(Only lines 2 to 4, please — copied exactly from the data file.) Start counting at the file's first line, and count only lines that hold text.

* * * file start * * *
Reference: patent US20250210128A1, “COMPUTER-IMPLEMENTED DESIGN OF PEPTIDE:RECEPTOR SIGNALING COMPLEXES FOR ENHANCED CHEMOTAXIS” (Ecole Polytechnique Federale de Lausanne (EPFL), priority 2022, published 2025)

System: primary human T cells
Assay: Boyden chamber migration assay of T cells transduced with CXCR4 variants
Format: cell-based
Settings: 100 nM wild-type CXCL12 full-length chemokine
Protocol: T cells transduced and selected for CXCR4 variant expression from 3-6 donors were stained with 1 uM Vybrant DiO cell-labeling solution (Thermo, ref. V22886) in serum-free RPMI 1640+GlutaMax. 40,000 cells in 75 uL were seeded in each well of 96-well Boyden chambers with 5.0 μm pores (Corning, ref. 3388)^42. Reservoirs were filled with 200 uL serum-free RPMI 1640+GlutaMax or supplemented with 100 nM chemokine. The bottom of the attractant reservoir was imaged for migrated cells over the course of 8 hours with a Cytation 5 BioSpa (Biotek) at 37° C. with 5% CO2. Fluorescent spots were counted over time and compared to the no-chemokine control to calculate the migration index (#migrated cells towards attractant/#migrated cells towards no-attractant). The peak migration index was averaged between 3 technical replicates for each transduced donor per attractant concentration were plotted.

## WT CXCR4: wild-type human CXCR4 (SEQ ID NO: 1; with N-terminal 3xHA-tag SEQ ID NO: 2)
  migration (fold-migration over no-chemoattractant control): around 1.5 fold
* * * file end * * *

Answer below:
System: primary human T cells
Assay: Boyden chamber migration assay of T cells transduced with CXCR4 variants
Format: cell-based